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Redesign of Traditional Composites for the Building Construction Based on Circular Economy Criteria
In general, Construction and Demolition Waste (CDW) are debris generated in construction, rehabilitation, repair, or demolition works. Obviously, CDW generation depends on the growth and development of the building sector, and thus it is associated with the economic growth of the country. Despite these wastes can be easily recycled, Europe has a CDW recycling rate around 50%. This percentage is far from achieving the objectives set by the European Directive for the year 2020, i.e. recycle at least 70% (by weight) of waste generated. Therefore, from a life cycle perspective, it is necessary to reduce the environmental impact of buildings and promote circular economy criteria. Among these criteria are: reducing resources such as raw materials, replacing raw materials with high environmental impact (cement, plastics, steel, etc) by recycled materials and using buildings as a digester of CDW.
The aim of this special issue is to address the re-design of traditional composites for the building construction based on circular economy criteria. Both gypsum and cement composites - as well as other materials including different types of waste are presented and analyzed in the articles.
The first article of the special issue: “Valorization of building retrofitting waste as alternative materials in gypsums” sets the theme of the special issue, describing the current situation of CDW management and summarizing the main goals reached in “Waste2Resources” project. This project develops new materials, elements and construction systems, manufactured from CDW, to be used as alternative elements in rehabilitation works to improve the energy efficiency of the buildings.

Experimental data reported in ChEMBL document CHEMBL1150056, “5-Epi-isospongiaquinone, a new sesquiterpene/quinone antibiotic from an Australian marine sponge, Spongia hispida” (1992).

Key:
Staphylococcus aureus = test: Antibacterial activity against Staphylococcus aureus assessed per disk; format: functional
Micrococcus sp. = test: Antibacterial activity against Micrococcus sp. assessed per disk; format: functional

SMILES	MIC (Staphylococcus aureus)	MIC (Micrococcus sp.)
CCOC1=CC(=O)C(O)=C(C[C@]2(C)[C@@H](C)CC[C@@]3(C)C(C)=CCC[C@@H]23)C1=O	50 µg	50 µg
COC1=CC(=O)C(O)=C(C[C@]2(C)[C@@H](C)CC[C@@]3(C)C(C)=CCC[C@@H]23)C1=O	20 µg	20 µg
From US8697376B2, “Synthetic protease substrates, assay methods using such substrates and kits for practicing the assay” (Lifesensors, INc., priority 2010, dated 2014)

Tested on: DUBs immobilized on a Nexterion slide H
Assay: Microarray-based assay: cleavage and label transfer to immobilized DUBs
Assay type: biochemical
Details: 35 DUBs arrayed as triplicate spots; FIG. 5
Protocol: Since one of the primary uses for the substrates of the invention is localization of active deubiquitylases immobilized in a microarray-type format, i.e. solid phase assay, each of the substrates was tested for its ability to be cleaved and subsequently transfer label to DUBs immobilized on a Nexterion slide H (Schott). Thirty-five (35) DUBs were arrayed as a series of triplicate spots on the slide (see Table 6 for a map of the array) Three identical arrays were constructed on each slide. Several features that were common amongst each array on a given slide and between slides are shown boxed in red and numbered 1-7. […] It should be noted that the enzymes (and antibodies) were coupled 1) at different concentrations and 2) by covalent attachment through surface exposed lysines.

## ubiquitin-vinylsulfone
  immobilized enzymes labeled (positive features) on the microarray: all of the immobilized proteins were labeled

The other articles included in this special issue, analyze the feasibility of incorporating waste in different building composites, aiming to re-design current traditional building materials considering environmental criteria.
The second article entitled “Characterization of hot bituminous-asphalt mixtures with recycled polyurethane foam” studies the use of polyurethane foam waste as a partial replacement material for aggregates and dust minerals for bitumen mixtures of road surface.
Moreover, the third article entitled “The Influence of Natural and Synthetic Fibre Reinforcement on Wood-gypsum Composites” focuses on the influence of natural and synthetic fibres on the mechanical behaviour of recycled wood-gypsum composites. These composites of wood waste, were tested using different proportions of each type of recycled wood and the experimental procedure was based on the analysis of the physical properties of the reinforced mixtures as well as water absorption by capillarity and their thermal behaviour of the new wood-gypsum materials.
In the article “Effect of Mortar Reduction in Recycled Aggregates Used in Concrete” researchers of the Universidad de La Frontera and Università Politecnica delle Marche, analyze the effect of the mortar adhered to the surface of recycled aggregates from pavement demolition used in recycled concrete.
The following article “Environmental Improvement in use of Fine Fraction Recycled Aggregates as a Raw Material in Masonry Mortar Fabrication” studies the technical feasibility and environmental sustainability of fine fraction recycled aggregates use in masonry mortar fabrication.
The article entitled “Development of New Eco-Efficient Cement-Based Construction Materials and Recycled Fine Aggregates and EPS from CDW” consists on a cement-based compound that includes recycled fine ceramic aggregates and EPS for various dosages from rehabilitation works. A new eco-efficient construction material adapted to Spanish and European regulations in order to minimise the environmental impact is proposed.
Finally, the article entitled “Bio-composites to tackle UK Built Environment Carbon Emissions: Comparative Analysis on Load-bearing Capacity, Hygroscopic and Thermal Performance of Compressed Earth Blocks with Addition of Industrial Hemp Waste” looks into the effect on performance of composite products using hemp waste from agriculture in Earth Blocks and the potential of a closed loop strategy for building materials. Their compressive strength, conductivity and moisture performance was tested, analysed and then compared with standard wall sections.